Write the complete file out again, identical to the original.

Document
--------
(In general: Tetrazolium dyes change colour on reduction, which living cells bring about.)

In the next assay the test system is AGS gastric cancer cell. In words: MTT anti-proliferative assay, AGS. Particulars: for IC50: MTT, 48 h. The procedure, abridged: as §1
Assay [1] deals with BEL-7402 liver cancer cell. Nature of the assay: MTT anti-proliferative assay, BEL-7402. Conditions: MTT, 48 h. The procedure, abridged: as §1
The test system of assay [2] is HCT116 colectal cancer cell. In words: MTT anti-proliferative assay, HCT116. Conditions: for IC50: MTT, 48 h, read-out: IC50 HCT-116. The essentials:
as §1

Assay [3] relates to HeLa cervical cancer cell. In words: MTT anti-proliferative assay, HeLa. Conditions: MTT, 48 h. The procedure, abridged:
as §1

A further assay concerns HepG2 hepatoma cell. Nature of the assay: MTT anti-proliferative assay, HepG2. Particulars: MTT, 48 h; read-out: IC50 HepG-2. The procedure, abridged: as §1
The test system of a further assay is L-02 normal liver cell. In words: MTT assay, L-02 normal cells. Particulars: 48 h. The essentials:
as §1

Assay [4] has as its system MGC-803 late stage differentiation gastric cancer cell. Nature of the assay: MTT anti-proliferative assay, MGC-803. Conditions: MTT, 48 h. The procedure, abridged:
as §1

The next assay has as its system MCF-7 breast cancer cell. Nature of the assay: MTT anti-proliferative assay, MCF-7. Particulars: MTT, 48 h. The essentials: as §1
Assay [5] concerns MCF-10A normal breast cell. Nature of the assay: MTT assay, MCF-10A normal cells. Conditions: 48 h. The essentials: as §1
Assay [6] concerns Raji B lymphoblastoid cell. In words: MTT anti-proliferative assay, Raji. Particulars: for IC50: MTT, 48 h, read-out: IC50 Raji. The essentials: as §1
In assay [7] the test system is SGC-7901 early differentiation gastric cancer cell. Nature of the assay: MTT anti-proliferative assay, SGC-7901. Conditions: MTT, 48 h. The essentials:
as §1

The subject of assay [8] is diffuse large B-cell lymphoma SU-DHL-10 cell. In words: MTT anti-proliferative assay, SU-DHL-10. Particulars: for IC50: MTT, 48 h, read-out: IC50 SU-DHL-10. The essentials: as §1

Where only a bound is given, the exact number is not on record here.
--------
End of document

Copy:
(In general: Tetrazolium dyes change colour on reduction, which living cells bring about.)

In the next assay the test system is AGS gastric cancer cell. In words: MTT anti-proliferative assay, AGS. Particulars: for IC50: MTT, 48 h. The procedure, abridged: as §1
Assay [1] deals with BEL-7402 liver cancer cell. Nature of the assay: MTT anti-proliferative assay, BEL-7402. Conditions: MTT, 48 h. The procedure, abridged: as §1
The test system of assay [2] is HCT116 colectal cancer cell. In words: MTT anti-proliferative assay, HCT116. Conditions: for IC50: MTT, 48 h, read-out: IC50 HCT-116. The essentials:
as §1

Assay [3] relates to HeLa cervical cancer cell. In words: MTT anti-proliferative assay, HeLa. Conditions: MTT, 48 h. The procedure, abridged:
as §1

A further assay concerns HepG2 hepatoma cell. Nature of the assay: MTT anti-proliferative assay, HepG2. Particulars: MTT, 48 h; read-out: IC50 HepG-2. The procedure, abridged: as §1
The test system of a further assay is L-02 normal liver cell. In words: MTT assay, L-02 normal cells. Particulars: 48 h. The essentials:
as §1

Assay [4] has as its system MGC-803 late stage differentiation gastric cancer cell. Nature of the assay: MTT anti-proliferative assay, MGC-803. Conditions: MTT, 48 h. The procedure, abridged:
as §1

The next assay has as its system MCF-7 breast cancer cell. Nature of the assay: MTT anti-proliferative assay, MCF-7. Particulars: MTT, 48 h. The essentials: as §1
Assay [5] concerns MCF-10A normal breast cell. Nature of the assay: MTT assay, MCF-10A normal cells. Conditions: 48 h. The essentials: as §1
Assay [6] concerns Raji B lymphoblastoid cell. In words: MTT anti-proliferative assay, Raji. Particulars: for IC50: MTT, 48 h, read-out: IC50 Raji. The essentials: as §1
In assay [7] the test system is SGC-7901 early differentiation gastric cancer cell. Nature of the assay: MTT anti-proliferative assay, SGC-7901. Conditions: MTT, 48 h. The essentials:
as §1

The subject of assay [8] is diffuse large B-cell lymphoma SU-DHL-10 cell. In words: MTT anti-proliferative assay, SU-DHL-10. Particulars: for IC50: MTT, 48 h, read-out: IC50 SU-DHL-10. The essentials: as §1

Where only a bound is given, the exact number is not on record here.